Doug Shoemaker, the director of the San Francisco Mayor’s Office of Housing, said the city is looking for ways to help developers interested in the Section 220 program. One barrier that currently exists for developers looking to use Section 220 is that the program includes statutory limitations restricting the loan amount that can be insured.

In the Bay Area, Section 220 covers up to $227,000 in construction costs for a two bedroom, $185,000 for a one bedroom or $165,000 for a studio. Even with construction costs down an estimated 20 to 30 percent over the past year, the federally insured loans would only cover about 60 to 70 percent of project costs for a modest wood-frame apartment complex in San Francisco.

Shoemaker said they are working to “adjust the federal loan limit.”

“This is something that is very promising from our standpoint,” said Shoemaker. “We are trying to better understand what barrier exists for developers trying to do that kind of work.”

While a new report from Marcus & Millichap projects an 8 percent decline in rents, developers say the rental market has been resilient. Dan Deibel of Urban Housing Group said the company have leased 103 units in 90 days at Strata, a new 192-unit apartment complex in Mission Bay.

Deibel said rents are down 15 percent from a year ago, but that leasing velocity is four units a month higher than expected. Deibel said the compay is looking at other sites to build on, but that financial partners are looking for evidence the economy has bottomed and rents are starting to climb again.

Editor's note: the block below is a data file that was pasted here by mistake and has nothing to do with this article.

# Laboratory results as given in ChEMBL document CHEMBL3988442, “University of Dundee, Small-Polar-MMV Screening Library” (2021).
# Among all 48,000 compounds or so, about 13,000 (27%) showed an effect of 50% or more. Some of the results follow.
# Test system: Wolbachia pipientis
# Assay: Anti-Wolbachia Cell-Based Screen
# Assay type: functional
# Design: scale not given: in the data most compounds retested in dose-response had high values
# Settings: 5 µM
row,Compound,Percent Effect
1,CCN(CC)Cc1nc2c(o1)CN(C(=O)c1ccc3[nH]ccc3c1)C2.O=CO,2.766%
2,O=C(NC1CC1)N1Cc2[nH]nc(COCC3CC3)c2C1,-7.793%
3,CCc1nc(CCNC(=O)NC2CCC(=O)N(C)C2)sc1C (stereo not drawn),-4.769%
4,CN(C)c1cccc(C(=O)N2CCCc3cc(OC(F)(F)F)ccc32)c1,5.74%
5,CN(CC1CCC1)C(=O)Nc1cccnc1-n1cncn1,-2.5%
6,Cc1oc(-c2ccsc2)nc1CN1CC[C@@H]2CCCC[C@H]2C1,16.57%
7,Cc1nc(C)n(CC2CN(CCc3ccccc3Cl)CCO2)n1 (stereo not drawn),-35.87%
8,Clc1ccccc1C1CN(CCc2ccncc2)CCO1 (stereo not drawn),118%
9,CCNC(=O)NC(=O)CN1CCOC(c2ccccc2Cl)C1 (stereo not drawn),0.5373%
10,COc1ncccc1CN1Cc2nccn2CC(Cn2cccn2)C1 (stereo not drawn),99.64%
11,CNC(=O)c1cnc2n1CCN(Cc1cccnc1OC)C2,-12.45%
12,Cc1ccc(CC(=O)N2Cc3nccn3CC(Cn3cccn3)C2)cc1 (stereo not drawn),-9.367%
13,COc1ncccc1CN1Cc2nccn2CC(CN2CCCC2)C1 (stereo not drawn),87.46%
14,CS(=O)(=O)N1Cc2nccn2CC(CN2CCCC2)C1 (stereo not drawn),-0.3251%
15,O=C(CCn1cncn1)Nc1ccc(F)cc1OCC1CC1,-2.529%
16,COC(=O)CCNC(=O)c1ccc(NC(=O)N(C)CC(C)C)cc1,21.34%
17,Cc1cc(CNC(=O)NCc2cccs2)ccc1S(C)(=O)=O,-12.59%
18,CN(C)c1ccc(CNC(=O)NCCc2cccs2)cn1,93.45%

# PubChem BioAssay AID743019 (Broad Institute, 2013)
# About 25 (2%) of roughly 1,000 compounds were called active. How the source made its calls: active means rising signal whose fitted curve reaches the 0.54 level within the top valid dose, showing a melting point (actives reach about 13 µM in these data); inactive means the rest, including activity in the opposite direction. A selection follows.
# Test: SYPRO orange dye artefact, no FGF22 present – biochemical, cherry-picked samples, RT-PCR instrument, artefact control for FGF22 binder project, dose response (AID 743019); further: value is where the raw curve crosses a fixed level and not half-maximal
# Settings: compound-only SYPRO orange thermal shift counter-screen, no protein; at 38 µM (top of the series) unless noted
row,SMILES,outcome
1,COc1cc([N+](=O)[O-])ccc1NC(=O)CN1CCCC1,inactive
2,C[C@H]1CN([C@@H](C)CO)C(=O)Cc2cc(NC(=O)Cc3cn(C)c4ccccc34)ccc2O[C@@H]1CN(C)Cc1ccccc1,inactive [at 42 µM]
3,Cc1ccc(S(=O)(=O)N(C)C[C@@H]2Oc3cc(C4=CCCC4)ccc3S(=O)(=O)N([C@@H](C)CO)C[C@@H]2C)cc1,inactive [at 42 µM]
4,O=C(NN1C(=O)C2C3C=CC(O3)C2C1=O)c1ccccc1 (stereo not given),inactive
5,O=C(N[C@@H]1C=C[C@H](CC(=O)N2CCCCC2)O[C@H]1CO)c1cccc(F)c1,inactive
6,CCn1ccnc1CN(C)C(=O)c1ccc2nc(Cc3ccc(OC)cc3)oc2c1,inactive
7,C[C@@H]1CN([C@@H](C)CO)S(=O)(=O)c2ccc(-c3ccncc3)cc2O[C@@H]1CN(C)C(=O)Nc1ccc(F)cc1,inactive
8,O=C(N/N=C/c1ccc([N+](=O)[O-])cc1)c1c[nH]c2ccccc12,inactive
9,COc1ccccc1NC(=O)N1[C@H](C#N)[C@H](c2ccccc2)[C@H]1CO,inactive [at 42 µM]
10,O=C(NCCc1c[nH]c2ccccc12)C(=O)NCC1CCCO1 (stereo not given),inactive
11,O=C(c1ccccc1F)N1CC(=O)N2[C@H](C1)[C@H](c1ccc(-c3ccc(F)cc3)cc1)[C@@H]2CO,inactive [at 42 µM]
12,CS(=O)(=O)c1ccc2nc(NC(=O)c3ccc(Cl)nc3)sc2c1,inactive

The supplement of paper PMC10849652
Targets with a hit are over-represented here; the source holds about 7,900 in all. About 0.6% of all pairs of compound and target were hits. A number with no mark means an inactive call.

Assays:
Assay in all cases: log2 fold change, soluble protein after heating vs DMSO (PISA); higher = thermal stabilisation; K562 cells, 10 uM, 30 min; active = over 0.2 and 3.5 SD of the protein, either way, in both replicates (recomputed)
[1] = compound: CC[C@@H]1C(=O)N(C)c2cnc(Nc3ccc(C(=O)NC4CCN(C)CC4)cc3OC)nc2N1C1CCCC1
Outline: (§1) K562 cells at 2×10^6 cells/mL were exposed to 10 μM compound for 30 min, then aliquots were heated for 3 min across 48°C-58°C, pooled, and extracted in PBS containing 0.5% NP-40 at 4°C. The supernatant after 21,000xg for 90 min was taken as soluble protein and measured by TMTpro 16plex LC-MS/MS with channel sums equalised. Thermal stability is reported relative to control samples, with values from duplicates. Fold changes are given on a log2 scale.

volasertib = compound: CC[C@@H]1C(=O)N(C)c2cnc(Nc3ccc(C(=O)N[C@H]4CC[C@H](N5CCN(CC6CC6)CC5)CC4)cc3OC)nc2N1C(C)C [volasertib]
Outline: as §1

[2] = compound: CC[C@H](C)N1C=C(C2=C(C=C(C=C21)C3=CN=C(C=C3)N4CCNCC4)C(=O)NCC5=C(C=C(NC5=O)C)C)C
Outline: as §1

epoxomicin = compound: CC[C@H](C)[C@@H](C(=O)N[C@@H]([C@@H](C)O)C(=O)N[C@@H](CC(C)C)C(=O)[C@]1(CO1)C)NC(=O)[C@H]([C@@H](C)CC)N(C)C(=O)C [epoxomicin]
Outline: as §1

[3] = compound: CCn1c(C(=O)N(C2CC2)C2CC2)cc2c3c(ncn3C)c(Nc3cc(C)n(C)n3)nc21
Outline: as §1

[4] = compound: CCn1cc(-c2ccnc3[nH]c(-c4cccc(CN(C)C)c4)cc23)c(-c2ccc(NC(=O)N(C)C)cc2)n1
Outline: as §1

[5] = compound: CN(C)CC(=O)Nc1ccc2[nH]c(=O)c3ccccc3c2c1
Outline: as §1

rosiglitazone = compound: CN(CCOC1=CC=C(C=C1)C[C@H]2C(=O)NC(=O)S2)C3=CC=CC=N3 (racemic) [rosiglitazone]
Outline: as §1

“Capital is there for the right opportunity and the right return on cost,” he said.

Breaking Ground in 2010

Assuming he gets HUD approval, Portland-Pacific President Christopher Zupsic said he plans to start building the $35 million to $40 million project in the first quarter of 2010.

Sixty percent of the eight-story building will be 500-square-foot studios and 40 percent will be two-bedrooms averaging 875 square feet. He said the “straightforward” apartments would resonate with renters looking for value. He said construction costs have fallen more than 15 percent and material costs have dropped, too.

“We also see deflation in the cost of services,” said Zupsic. “A year ago you were worrying if you could even get a tower crane. Now you look at our skyline and there are no cranes out there.”

Sangiacomo said Trinity Properties is working on construction plans for 545-unit phase two, which will break ground in 2010 after the first building opens at the end of this year. Though he is 84 years old, Sangiacomo says he plans to seen the Trinity project through to completion.

“I have not even started yet, God willing,” said Sangiacomo. “The city could stand some good housing.”

Condo Projects Shelved

Some 3,019 new units of housing came online in 2008, the final burst of a condo construction bubble that peaked in 2006 and started to deflate in late 2007. Since then, prices have dropped 20 to 30 percent. A recent Polaris Group report found there are 1,340 condominium units available for resale — 58 percent more than available in May 2008 and a 10.3-month supply. The one major condo project currently under construction, Jackson Pacific’s 180-unit One Hawthorne St., will come online in 2010.

Every major condo project expected to break ground in 2008 was shelved, including:

Urban West Associates’ 292-unit phase two of One Rincon Hill.
Bosa Development’s 318-unit phase two of the Radiance.
Crescent Heights’s 720-unit project at 1401 Market St.
Turnberry’s 227-unit tower at 45 Lansing St.